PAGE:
Paul DeBacher, Fifth Grade Teacher

We’re wrapping our fifth-grade teaching team profiles with Paul! We hope you’ve learned a lot about this awesome teaching team.

If you missed it the first time around, here’s Michelle, Julia, and Lucius.

This is Paul’s fifteenth year in the classroom at TCS where he teaches social studies and language arts, but history is his real passion. Before arriving at TCS, he worked in after-school programs with pre-K and kindergarten students; he’s taught English to adult refugees; and he’s spent time subbing at all grade levels.  

What skills do you hope your students will learn by the time they leave your classroom? How are you preparing them to learn these skills?
I like to help students move toward greater independence as they learn to explore topics. Through individual and collaborative work, I try to get students to a place where they feel less daunted by the research process and more comfortable with presenting information. Fifth graders will put together no fewer than five, and probably closer to ten, presentations to peers and teachers by year’s end.

What about teaching makes you excited to come to school every day?
I always look forward to providing an environment for asking questions, finding success, making mistakes, regrouping, having debates, and carving out new plans. At TCS, a normal day is abnormal, and I’m never bored. Each experience yields bountiful food for thought.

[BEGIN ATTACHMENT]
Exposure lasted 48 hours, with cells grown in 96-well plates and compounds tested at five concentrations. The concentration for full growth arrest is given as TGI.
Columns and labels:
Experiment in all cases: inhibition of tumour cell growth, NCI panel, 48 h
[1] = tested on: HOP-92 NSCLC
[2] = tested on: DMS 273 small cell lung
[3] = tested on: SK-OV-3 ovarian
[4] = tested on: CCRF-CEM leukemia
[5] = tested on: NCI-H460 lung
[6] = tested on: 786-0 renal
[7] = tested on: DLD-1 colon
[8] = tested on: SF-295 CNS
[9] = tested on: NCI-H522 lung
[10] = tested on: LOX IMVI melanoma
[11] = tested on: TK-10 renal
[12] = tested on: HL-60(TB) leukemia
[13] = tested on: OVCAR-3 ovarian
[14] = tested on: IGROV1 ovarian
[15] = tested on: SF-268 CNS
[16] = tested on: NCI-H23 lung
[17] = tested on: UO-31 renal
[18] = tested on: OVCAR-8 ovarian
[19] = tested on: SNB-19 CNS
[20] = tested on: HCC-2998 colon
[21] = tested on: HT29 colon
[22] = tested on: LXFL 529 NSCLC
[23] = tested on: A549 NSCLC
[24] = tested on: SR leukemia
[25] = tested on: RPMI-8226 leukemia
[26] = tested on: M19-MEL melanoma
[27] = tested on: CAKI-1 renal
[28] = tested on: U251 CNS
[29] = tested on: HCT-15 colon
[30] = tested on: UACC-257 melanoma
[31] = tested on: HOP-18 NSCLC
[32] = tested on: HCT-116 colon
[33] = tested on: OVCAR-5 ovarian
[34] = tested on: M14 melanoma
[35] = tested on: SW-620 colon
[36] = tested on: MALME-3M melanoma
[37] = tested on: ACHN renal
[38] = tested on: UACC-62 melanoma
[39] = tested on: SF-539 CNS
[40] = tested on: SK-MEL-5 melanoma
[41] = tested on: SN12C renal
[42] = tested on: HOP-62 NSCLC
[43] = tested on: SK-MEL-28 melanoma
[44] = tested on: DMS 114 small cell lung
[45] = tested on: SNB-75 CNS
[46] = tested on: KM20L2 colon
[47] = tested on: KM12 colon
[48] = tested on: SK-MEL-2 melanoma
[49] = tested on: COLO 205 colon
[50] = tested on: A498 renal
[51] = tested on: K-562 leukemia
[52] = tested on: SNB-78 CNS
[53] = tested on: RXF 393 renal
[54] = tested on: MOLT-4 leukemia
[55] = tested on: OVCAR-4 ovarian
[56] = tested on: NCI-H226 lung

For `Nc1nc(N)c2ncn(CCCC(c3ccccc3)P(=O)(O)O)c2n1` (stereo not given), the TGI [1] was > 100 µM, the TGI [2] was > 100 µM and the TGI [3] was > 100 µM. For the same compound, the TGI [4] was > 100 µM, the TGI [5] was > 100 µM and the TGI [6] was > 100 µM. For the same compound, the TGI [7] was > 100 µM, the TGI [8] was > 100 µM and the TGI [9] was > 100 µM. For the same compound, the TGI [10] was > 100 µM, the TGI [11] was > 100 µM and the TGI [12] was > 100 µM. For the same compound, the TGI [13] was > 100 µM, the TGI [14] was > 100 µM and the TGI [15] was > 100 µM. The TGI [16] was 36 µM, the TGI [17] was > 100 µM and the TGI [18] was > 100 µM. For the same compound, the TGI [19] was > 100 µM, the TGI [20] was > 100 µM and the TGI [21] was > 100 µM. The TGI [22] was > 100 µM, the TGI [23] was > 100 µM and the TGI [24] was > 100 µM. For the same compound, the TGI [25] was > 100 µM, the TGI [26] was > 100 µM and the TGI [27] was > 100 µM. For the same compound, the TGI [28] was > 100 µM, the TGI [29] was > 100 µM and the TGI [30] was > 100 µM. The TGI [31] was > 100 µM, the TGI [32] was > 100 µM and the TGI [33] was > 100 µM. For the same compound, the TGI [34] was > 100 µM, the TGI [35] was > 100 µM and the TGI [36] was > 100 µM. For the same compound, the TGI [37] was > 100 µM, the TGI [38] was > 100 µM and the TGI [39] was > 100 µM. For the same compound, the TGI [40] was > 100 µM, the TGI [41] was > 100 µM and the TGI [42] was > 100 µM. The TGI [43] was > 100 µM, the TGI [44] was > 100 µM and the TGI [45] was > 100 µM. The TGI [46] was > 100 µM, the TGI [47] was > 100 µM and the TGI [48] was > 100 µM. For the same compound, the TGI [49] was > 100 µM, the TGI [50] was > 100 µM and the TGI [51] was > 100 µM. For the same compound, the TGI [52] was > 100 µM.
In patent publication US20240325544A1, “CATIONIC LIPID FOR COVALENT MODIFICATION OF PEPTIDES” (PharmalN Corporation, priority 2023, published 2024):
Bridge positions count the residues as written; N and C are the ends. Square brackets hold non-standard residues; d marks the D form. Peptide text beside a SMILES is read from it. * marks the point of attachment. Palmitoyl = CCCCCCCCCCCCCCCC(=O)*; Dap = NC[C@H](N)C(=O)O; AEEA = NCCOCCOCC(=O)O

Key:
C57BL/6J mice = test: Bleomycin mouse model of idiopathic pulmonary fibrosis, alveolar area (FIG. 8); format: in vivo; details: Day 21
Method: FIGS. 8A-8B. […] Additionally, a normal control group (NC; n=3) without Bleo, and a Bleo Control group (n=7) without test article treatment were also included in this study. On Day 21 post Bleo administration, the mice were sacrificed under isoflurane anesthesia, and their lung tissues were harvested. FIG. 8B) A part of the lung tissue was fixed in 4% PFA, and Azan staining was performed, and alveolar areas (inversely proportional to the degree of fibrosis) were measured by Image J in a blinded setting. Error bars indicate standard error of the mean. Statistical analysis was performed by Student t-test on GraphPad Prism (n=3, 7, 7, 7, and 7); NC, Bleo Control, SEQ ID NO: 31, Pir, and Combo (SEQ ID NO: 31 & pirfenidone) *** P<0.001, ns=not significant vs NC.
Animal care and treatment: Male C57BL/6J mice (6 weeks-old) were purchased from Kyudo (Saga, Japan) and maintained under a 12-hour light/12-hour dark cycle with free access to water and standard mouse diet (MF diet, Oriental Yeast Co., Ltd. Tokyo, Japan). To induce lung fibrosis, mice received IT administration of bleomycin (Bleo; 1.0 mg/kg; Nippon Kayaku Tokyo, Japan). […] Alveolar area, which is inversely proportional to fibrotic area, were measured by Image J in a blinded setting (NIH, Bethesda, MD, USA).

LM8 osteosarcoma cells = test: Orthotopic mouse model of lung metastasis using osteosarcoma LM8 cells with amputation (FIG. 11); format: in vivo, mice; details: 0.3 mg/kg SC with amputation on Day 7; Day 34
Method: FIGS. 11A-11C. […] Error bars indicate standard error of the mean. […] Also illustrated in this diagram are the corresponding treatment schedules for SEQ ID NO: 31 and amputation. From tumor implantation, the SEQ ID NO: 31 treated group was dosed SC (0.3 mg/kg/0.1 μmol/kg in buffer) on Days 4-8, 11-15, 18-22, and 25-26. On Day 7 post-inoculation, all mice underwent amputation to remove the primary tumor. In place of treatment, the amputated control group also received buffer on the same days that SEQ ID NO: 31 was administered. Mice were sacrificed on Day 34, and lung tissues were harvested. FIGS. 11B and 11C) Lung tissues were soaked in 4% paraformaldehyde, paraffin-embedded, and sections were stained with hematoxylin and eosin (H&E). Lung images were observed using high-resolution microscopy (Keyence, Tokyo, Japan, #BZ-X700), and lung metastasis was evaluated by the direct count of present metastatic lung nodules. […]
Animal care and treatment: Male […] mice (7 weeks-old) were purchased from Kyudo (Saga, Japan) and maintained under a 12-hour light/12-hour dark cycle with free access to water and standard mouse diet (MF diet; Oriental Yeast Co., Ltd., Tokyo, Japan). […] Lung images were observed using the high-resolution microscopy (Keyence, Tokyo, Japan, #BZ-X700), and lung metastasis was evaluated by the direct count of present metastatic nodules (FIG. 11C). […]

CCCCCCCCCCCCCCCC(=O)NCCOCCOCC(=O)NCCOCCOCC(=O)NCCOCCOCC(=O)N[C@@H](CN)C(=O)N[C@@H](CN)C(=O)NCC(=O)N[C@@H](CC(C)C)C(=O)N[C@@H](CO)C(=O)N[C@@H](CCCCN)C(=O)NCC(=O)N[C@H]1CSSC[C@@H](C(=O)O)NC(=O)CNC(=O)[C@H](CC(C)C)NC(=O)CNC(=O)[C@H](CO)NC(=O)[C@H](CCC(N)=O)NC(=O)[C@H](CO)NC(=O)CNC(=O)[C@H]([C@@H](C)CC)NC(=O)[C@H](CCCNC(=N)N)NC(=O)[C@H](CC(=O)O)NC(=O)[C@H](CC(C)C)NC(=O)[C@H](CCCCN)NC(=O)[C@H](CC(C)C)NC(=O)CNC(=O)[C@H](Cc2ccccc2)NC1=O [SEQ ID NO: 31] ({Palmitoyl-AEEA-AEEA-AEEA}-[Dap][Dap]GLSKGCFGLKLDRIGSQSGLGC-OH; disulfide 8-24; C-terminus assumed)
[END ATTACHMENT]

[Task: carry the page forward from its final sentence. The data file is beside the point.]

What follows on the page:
Tell us about one of the most rewarding moments in your teaching career.
Zeroing in on one rewarding moment is too difficult, but I enjoy walking with students at places where historical events have unfolded. Walking through downtown Atlanta to talk about the consequences of the 1906 Atlanta Race Riot, standing near the site of Booker T. Washington’s “Atlanta Compromise” speech in Piedmont Park, or ascending the ancestral mounds of the Muscogee-Creek Native Americans at Etowah in Cartersville – these moments always seem important and rewarding.   

If you could meet any fictional or historical figure, who would it be?
As a history enthusiast, this changes almost daily. Recently, I’ve been fascinated by the experience of a Muscogee chief, Opothleyahola. He lived through the War of 1812, the Creek Civil War, removal of his tribe from the Southeast to Oklahoma, and the American Civil War. That’s a lot of intense American history packed into one lifetime, and his experience spans a lot of the topics we cover in fifth grade.   

What is something none of your students know about you?
Until very recently, none of my students knew that I’m a DJ hobbyist. When I have time (and I rarely do these days), I enjoy mixing, manipulating and scratching vinyl records. I’ve been doing this in one form or another since 1992, and I still love it, even though now my audience is usually just me.